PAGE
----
Shannon and the Clams had already begun writing for the Onion sessions in fall 2016, when their world was rattled by the Oakland Ghost Ship warehouse fire in early December. A total perspective shift followed and the writing changed direction. In the wake of the fire, the band looked backward at their origins in the Oakland underground and the importance of that world to their genesis. From where they now stood, they could recognize the community as a delicate incubator for fringe art, an unstable but nurturing place for performers to practice and cross- pollinate where there otherwise is no platform.

In January 2017, the band flew together to Nashville and over the course of ten days, fleshed out their songs with Auerbach at his Easy Eye Studio, where he helped refine and embellish the songs and steer the album. “He works in this very layered style,” Cody says. “He has all these instruments in the studio mic’d up at all times, ready to go. You can go back and add all these layers of instruments really fast and then cut stuff away in the mix.”

With Shannon and Cody focused on pinning down the meat of the songs and tracking vocals, multi-instrumentalists Nate and Will were free to compose arrangement and accompaniment ideas and background vocals. They explored the studio’s wealth of instruments and tapped into their own years of songwriting experience to ornament and color the tracks and lend a refined ear in the control room.

The song “Backstreets” is Cody’s response to the Ghost Ship fire, and particularly the issues of artist housing and being forced to make your own way in a society that is not arranged to accommodate artists. Album closer “Don’t Close Your Eyes” is Shannon’s response, an inspirational ballad urging those suffering through loss to not give up in the midst of tragedy. The theme of origin and introspection had already been at play on the album before the shift of focus to the warehouse fire in December, and other songs on the record deal heavily with self- searching and looking backward, but on a more personal level; discovering our own individual origins and the path that has led us sometimes haphazardly to where we find ourselves, from childhood to now.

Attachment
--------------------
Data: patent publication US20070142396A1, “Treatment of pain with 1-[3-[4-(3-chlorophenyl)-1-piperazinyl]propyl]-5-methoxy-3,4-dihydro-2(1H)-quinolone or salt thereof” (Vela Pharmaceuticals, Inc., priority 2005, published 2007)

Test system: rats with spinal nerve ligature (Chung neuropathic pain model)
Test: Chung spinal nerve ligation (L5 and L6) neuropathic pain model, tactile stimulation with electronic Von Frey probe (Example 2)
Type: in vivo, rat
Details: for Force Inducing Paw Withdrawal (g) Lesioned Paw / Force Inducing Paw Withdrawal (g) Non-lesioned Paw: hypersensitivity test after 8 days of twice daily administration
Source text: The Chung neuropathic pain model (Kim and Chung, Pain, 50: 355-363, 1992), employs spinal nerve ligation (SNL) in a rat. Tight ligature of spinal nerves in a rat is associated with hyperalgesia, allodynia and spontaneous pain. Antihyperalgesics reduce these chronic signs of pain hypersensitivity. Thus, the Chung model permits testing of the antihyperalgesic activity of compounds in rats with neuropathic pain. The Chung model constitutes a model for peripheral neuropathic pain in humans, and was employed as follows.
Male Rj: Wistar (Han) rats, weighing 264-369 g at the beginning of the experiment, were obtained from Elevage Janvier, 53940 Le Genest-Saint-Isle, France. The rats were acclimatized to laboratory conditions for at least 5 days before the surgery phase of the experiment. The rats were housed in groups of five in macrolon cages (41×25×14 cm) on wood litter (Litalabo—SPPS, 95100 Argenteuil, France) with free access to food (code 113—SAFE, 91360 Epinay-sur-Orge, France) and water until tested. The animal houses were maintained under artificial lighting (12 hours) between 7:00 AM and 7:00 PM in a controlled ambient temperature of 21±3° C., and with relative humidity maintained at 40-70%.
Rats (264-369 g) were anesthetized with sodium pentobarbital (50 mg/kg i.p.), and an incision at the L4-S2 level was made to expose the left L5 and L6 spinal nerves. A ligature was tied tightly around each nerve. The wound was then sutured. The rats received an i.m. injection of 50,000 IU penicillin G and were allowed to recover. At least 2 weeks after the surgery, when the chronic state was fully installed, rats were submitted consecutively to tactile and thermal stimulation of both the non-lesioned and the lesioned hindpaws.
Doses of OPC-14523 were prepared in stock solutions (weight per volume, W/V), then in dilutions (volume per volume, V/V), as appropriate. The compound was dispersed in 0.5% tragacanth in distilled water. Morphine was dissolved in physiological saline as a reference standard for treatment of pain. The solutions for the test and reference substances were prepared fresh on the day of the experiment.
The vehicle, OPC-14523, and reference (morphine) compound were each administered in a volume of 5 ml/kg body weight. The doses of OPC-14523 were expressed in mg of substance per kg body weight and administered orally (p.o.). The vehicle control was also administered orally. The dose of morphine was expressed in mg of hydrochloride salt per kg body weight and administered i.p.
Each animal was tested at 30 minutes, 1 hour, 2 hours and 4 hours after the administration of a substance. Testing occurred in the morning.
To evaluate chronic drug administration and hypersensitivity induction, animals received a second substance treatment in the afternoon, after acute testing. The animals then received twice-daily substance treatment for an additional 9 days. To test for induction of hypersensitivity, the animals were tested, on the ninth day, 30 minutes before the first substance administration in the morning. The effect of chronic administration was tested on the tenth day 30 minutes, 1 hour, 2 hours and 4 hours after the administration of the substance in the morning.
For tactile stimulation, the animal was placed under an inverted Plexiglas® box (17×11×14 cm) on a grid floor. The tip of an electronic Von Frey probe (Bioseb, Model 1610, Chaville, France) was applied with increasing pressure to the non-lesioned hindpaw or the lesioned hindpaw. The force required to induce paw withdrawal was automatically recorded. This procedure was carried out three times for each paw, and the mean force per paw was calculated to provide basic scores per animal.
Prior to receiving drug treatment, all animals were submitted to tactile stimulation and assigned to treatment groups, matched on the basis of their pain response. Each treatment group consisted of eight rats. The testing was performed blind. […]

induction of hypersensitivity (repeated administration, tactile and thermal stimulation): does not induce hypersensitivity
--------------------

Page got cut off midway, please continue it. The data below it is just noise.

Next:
“I had this epiphany that was likening an onion to being human and how you’re nothing without layers of experience,” Shannon says. “Each time you have an experience it creates another layer in the onion. And that layer sticks with you forever and other layers grow on top of it, sometimes unevenly. When you get introspective and try to unravel yourself, you’re digging through the layers. Every time you think you’ve figured something out there’s just another layer beneath it. And I wondered, what happens when you get to the bottom, the center, the beginning of everything when there are no layers? Is there anything left at all? It’s a bottomless endless chase of getting to know yourself. Each song on this album is about problem solving and having realizations about yourself.”